'Robotic Mule' Ready For Duty, Sir

Lockheed Martinís Squad Mission Support System can carry up to six hundred pounds of gear for soldiers. It is being tested at White Sands Missile Range in New Mexico. It uses ladar, or laser radar, to identify the unit it needs to follow and drives off autonomously behind.


(Lockheed Martinís Squad Mission Support System)

John Varley, writing in his 1976 story In the Bowl, wrote about a vehicle he called a "tagalong:"

Maybe you've never seen one. They're modern science's answer to the backpack. Or maybe to the mule train, though in operation you're sure to be reminded of the safari bearers in old movies, trudging stolidly along behind the White Hunter with bales of supplies on their heads...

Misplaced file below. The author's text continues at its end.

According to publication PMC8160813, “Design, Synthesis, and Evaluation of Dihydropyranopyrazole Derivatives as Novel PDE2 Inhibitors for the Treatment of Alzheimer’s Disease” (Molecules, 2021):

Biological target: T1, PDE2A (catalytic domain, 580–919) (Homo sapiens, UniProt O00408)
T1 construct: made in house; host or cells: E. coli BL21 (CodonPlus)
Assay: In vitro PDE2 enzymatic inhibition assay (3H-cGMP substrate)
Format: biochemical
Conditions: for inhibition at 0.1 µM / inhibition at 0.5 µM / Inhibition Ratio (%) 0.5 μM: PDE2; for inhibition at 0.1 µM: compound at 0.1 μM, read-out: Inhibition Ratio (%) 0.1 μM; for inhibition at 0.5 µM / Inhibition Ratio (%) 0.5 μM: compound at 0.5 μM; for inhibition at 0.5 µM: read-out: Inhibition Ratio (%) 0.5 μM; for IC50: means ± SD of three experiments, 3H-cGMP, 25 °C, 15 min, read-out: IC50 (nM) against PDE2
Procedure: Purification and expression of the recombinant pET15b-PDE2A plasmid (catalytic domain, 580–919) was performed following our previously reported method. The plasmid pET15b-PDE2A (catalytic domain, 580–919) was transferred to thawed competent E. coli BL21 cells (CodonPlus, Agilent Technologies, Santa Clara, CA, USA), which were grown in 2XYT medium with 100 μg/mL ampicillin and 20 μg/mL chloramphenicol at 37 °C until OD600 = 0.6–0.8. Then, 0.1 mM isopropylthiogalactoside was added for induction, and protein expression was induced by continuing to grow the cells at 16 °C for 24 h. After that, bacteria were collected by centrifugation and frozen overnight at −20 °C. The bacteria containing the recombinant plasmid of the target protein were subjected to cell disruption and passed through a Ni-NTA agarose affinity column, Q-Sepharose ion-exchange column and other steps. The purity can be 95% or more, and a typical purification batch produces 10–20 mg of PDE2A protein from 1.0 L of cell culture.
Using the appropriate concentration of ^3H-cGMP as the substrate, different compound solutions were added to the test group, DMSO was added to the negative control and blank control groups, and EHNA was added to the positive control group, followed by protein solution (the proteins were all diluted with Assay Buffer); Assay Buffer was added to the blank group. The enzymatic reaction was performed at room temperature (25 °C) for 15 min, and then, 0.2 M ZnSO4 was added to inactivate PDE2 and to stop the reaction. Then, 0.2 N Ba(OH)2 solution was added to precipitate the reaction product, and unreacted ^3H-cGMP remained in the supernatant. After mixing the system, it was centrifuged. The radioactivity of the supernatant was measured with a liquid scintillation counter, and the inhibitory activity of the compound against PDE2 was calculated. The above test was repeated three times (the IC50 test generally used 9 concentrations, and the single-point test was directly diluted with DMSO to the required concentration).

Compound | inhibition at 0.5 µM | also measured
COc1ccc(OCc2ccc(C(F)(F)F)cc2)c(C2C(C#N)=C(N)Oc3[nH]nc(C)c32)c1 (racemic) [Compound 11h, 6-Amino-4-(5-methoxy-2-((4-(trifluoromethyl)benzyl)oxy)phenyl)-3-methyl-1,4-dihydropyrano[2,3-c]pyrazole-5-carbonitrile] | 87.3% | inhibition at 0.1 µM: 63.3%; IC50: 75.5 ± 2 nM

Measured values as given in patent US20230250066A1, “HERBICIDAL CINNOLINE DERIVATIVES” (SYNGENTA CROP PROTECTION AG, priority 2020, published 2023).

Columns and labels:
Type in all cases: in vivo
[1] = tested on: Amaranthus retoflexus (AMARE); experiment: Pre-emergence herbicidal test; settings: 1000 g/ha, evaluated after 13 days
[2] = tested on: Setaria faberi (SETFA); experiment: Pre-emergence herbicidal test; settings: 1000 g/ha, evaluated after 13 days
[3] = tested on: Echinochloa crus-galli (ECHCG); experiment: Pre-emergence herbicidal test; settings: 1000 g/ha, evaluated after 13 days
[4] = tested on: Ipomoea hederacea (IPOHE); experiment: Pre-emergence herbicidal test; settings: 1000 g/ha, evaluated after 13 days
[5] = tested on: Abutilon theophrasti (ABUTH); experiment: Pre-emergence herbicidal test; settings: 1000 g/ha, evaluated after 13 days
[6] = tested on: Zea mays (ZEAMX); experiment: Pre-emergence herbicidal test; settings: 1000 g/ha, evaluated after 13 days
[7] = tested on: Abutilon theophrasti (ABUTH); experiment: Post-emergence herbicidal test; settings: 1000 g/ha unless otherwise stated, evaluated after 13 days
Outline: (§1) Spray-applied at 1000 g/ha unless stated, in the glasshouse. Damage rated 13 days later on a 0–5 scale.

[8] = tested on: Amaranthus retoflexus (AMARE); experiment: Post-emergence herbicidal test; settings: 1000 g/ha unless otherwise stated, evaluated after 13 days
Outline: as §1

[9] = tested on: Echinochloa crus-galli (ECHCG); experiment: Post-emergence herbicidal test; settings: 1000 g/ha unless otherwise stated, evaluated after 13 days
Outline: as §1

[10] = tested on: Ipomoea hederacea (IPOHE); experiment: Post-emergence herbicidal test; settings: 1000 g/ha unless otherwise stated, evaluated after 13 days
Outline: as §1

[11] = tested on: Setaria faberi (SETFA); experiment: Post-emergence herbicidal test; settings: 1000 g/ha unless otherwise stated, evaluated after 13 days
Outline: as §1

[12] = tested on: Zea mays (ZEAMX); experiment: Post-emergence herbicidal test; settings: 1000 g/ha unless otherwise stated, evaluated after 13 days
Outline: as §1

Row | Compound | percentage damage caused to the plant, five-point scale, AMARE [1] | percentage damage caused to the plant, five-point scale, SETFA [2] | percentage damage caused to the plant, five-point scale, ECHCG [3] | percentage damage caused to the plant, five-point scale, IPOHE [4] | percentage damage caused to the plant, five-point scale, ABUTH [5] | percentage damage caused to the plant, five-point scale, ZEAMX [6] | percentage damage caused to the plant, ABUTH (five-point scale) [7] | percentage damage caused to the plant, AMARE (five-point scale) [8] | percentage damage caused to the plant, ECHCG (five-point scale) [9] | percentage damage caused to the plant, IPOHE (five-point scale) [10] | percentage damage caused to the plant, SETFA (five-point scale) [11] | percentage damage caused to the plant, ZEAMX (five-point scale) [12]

(Read more about the tagalong)

Anthony Boucher probably came closest in his classic 1951 story The Quest for Saint Aquin; his device could also engage you in conversation and had a verbal interface:

It looked harmlessly like a woodpile sheltered against possible rain. Thomas pulled off the skins and contemplated the sleek functional lines of the robass. Smiling, he stowed his minimal gear into its panniers and climbed into the foam saddle. The starlight was bright enough so he could check the necessary coordinates on his map and feed the data into the electronic controls...

Thomas had never ridden a robass before...
(Read more about the robass)

Via Wired.

Scroll down for more stories in the same category. (Story submitted 7/29/2011)

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